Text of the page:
From Cash Trickle to Cash Flow

Nov 4, 2020

From Cash Trickle to Cash Flow

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The easiest way to think about cash flow: it’s all the money flowing in and out of your business. Each month, you have inbound payments from customers. When the payments occur at the time of purchase, the cash flow is immediate. Other times, you’ll need to take the accounts receivables route to collect on the money due.

Conversely, money flows out your doors when you pay suppliers, make payments on loans, pay rent, and take care of any other expenses your business requires to keep operating. It’s not an inherent problem to have money leaving your business, as this is clearly a necessity.

In order for a business to operate effectively, there needs to be at least as much money coming in as going out. Therefore, it is your solemn duty to look for ways to increase the amount of money you’re making. Having enough money on hand to cover your financial obligations makes you the proud owner of a positive cash flow. And the liquidity that comes with this type of cash flow allows you to maintain operations and consider future expansions for your business.

On the other hand, a negative cash flow means that you aren’t able to meet your monthly obligations. It’s completely acceptable to have a negative cash flow during certain months: for example, you might purchase an expensive piece of important machinery. But your negative cash flow should ideally be limited to times where you’re investing in your business. If you experience long periods of negative cash flow, the consequences can be substantial.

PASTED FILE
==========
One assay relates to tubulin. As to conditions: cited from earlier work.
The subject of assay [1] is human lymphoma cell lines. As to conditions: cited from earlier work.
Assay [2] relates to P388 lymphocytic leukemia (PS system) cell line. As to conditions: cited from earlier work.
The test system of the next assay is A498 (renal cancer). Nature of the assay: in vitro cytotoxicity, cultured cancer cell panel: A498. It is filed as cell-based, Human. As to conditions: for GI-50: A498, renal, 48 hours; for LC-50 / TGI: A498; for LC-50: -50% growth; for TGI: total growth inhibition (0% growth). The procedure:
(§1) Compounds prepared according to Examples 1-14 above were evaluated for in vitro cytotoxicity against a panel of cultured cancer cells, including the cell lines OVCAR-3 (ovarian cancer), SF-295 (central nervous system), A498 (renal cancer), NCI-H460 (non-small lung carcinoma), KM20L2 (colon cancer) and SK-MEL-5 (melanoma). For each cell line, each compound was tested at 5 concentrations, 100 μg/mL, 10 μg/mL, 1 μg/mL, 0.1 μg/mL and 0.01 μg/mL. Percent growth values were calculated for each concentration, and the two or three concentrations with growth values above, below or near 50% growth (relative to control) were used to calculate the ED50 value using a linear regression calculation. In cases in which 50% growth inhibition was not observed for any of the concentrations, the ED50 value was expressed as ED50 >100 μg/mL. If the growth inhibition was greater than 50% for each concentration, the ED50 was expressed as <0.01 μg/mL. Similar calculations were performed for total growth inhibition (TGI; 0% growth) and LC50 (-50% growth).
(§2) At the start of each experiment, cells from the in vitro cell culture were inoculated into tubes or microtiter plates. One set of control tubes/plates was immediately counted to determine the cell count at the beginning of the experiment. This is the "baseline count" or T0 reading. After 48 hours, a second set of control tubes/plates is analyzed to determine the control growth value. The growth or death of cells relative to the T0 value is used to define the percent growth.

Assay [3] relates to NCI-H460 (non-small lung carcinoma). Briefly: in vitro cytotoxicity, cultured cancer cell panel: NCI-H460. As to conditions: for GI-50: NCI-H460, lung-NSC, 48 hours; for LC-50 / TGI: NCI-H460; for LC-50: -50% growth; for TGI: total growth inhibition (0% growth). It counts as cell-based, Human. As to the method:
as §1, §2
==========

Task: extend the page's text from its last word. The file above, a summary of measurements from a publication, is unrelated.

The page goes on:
“Building a business requires cash, and cash needs to intensify when growth is accelerating,” explains business guru Andy Bailey. “But companies often fail because leaders at the top did not properly manage the money flowing into and out of the business. New small businesses don’t survive very long throughout the years, according to research from the Bureau of Labor Statistics. Research from CB Insights shows that 29% of new businesses failed because they ran out of cash. Similarly, data from Guidant Financial shows that the No. 1 challenge for 33% of small business owners is lack of capital/cash flow.”

Your cash flow will have a major impact on the success of your business. This guide will examine multiple ways to refine your finances and increase the amount of money coming in so that cash flow becomes a strength for your business.

About the Author

Grant Olsen

Grant Olsen

Grant Olsen is a writer specializing in small business loans, leadership skills, and growth strategies. He is a contributing writer for KSL 5 TV, where his articles have generated more than 6 million page views, and has been featured on FitSmallBusiness.com and ModernHealthcare.com. Grant is also the author of the book "Rhino Trouble." He has a B.A. in English from Brigham Young University.

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